RAU Campus turns to commercial development

Posted On Wednesday, 14 February 2001 03:01 Published by
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University's projects aim to circumvent dwindling subsidies from government RAND Afrikaans University (RAU) intends to use the prime property it is sitting on in the trendy Melville area.

University's projects aim to circumvent dwindling subsidies from government RAND Afrikaans University (RAU) intends to use the prime property it is sitting on in the trendy Melville area of Johannesburg to bring in extra revenue.
The university is giving long leases on its unused land on Kingsway Road between Empire Road and Westdene. There is already a McDonald's open for business on RAU land.
Other developments in the works include:
An 18000m² Campus Square shopping centre, which will include a Woolworths and possibly a cinema complex, on the corner of Kingsway and Main roads;
The 5000m² Opera House office development across the road, so named because an opera house was planned for the land before RAU acquired it; and
A sports science institute a joint venture between RAU, Technikon Witwatersrand, University of Cape Town and Morne du Plessis and Tim Noakes of the Sports Science Institute of SA, based in Cape Town.
This will build on the development along Kingsway Road that began with Nasionale Pers's Media Park building, which went up on land acquired from Johannesburg Country Club.
The RAU developments, which may include residential projects on other land the university owns, are in part a response to decreasing government funding for universities.
'We decided not be a victim of reduced subsidies but to play a proactive role,' says the university's operations registrar, Carl Labuschagne.
The idea for the property model, which is used by universities in the UK, the US and Australia, germinated about five years ago under rector JC van der Walt, who is soon to retire.
A company called Property Management Development and Group Five, which is doing some of the construction work for the developments, were brought in as consultants. It has been a long process, involving getting government and council approval for the plans, rezoning land and holding more than 50 public meetings.
The aim is to bring in longterm income for RAU while minimising the risk, as the development is being done by a number of medium-sized and small companies while the university retains ownership of the land.
By comparison, University of the Witwatersrand, the other big land owner in the area, is acquiring land to expand its student activities, including moving its education departments to Johannesburg College of Education, with which the university recently merged, on Parktown Ridge. Other universities are watching RAU's efforts with interest. The University of Bloemfontein is negotiating with the Free State government to develop a piece of land owned by the university and the province.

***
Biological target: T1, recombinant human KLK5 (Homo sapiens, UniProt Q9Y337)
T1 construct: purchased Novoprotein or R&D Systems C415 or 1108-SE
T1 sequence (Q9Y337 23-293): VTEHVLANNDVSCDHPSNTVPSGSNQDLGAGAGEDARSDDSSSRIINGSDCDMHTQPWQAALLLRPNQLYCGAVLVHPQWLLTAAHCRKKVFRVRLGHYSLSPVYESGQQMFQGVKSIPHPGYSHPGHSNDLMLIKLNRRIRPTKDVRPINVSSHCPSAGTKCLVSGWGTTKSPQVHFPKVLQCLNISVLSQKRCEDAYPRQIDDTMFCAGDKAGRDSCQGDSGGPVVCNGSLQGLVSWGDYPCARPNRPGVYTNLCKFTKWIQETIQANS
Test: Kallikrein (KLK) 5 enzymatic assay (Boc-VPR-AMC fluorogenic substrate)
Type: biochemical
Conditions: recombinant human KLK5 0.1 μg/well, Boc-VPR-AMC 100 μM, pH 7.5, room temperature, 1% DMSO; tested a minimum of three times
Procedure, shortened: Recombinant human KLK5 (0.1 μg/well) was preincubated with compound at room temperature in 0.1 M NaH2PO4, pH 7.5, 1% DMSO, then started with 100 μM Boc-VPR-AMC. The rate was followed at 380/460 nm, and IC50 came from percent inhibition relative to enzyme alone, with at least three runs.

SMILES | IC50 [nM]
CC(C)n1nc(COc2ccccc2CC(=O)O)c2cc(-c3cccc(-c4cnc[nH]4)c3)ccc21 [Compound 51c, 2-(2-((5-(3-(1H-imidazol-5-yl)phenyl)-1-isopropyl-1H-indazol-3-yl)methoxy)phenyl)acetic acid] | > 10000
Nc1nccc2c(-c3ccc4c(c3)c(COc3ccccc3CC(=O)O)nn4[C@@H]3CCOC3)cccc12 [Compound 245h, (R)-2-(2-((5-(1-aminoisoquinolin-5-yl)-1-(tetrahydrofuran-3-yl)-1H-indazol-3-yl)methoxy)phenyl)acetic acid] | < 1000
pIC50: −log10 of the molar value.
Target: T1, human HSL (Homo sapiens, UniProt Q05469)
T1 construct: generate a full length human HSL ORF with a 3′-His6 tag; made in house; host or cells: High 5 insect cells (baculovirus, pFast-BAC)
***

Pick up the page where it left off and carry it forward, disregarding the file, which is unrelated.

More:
The RAU development will be phased over five years in what Labuschagne calls 'manageable pockets' rather than as one large development that might affect the area negatively.
Melville residents are, however, not happy about RAU's plan. Laurraine Lotter, chairperson of Warm, the residents and ratepayers' association for Westdene, Auckland Park, Rossmore, Richmond, Melville and Brixton, says Campus Square is not 'appropriate' for the area.
She says the shopping centre, which will certainly offer competition to the newly opened Boulevard centre on the site of the old Melville swimming pool when it opens in September, is larger than the development which was originally discussed with the association. The body is also displeased with the cinema component, also not part of the original proposal.
The northern metropolitan council says it has received a letter from the association objecting to Campus Square; the next step is a tribunal at which Warm can air its grievances.
Lotter believes this development will increase noise and traffic in the area, and is part of the general encroachment of business rights on the suburb. Melville streets such as on Fourth Avenue and Seventh Street have seen an increase in the number of bars, restaurants and offices, and the concomitant noise and traffic are pushing down property prices.
'RAU has a high degree of responsibility in the area,' says Lotter. 'Whether it's exercising it is another story.'
Independent estate agent Ismail Gattoo, who works in Auckland Park, Brixton and Westdene, is also sceptical about the developments boosting activity in the property market. 'It will bring more people into the area,' says Gattoo, 'but they will not necessarily be residents.'
However, Lorraine Botha of Vered Estates and Dehan Liebenberg of Eskel Jawitz see the developments as a positive force.
Botha says the developments are in pockets, and not a creep of urbanisation as occurred from Hillbrow to Yeoville. They will add to Melville's existing attraction for the bohemian and media sets who are drawn the 'village feel' on Seventh Street, she says, and to the vibrancy of the suburb.
Liebenberg says stalwart brands like McDonald's and Woolworths reassure prospective buyers who are worried about encroachment on Auckland Park of Brixton slum lords.
'Development is always preferable to open spaces, unless they are landscaped,' says Liebenberg. 'They attract vagrants and look unkempt.'


Publisher: Business Day
Source: Business Day

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